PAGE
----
The published version of our paper
Beltrán-Przekurat, A., R.A. Pielke Sr., D.P.C. Peters, K.A. Snyder, and A. Rango, 2008: Modelling the effects of historical vegetation change on near surface atmosphere in the northern Chihuahuan Desert. J. Arid Environments, 72:10, 1897-1910, doi:10.1016/j.jaridenv.2008.05.012
The abstract reads
“Our goal was to evaluate effects of broad-scale changes in vegetation from grasslands to shrublands over the past 150 years on near-surface atmosphere over the Jornada Experimental Range in the northern Chihuahuan Desert, using a regional climate model. Simulations were conducted using 1858 and 1998 vegetation maps, and data collected in the field. Overall, the vegetation shift led to small changes in sensible heat (SH) and an increase in latent heat (LH). The impacts of shrub encroachment depended on shrubland type: conversion from grass to mesquite cools the near-surface atmosphere and from grass to creosote bush warms it. Higher albedo of mesquite relative to grasses reduced available energy, which was dissipated mainly as LH due to the deeper root system in mesquite. In creosotebush-dominated areas, a decrease in albedo, an increase in roughness length and displacement height contributed to the SH increase and warmer temperatures. Sensitivity simulations showed that an increase in soil moisture content enhanced shrub LH and a reduction in mesquite cover enhanced the temperature differences. The observed shift in vegetation led to complex interactions between land and surface fluxes, demonstrating that vegetation itself is a weather and climate variable as it significantly influences temperature and humidity.”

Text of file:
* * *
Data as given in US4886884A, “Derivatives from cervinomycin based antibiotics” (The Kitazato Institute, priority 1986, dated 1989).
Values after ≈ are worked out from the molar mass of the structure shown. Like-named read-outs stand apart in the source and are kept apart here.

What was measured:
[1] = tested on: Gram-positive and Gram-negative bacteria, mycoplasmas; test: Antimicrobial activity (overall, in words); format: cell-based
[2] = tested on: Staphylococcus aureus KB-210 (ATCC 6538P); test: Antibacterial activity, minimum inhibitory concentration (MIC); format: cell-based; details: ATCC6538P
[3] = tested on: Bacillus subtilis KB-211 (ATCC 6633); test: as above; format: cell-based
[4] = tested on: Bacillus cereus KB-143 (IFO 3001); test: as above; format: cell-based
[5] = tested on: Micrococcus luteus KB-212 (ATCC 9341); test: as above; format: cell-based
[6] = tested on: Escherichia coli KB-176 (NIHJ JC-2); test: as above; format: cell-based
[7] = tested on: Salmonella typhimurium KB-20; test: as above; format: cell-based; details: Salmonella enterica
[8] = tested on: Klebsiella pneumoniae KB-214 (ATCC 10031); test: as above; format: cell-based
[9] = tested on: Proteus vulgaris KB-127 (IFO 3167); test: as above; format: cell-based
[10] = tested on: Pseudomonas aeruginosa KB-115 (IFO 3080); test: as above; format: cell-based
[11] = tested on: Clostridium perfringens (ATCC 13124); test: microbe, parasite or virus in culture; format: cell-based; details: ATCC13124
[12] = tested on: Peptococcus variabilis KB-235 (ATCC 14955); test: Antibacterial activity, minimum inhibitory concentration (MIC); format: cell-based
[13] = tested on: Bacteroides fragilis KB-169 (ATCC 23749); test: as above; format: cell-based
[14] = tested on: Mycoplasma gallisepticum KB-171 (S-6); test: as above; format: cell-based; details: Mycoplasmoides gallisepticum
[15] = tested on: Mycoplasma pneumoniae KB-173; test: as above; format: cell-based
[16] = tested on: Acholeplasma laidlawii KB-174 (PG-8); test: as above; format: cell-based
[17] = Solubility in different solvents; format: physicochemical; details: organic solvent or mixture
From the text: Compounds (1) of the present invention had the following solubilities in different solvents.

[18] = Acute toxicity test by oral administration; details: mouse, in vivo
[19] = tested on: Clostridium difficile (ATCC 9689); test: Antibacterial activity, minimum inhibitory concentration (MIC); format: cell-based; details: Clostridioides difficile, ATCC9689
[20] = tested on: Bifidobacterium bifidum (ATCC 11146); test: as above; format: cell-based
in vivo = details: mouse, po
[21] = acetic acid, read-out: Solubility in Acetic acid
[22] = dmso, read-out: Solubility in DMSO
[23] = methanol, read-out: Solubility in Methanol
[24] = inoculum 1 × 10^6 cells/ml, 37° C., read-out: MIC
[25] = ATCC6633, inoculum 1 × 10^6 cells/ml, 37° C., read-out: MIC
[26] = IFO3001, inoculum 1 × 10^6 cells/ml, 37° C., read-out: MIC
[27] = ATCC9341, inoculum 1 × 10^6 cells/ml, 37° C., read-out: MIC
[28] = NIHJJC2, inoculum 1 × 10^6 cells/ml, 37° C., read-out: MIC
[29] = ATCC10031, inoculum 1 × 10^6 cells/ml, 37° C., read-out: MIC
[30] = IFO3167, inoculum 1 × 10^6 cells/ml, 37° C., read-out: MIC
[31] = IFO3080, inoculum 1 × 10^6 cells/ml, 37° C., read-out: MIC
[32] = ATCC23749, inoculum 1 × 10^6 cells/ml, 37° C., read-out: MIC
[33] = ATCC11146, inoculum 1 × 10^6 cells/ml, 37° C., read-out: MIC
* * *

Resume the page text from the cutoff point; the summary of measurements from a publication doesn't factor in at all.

Among the significant conclusions of this paper, it demonstrates that unless landscape changes are included in the assessment of surface and boundary layer fluxes, the attribution of the reasons for observed temperature change will be misinterpreted.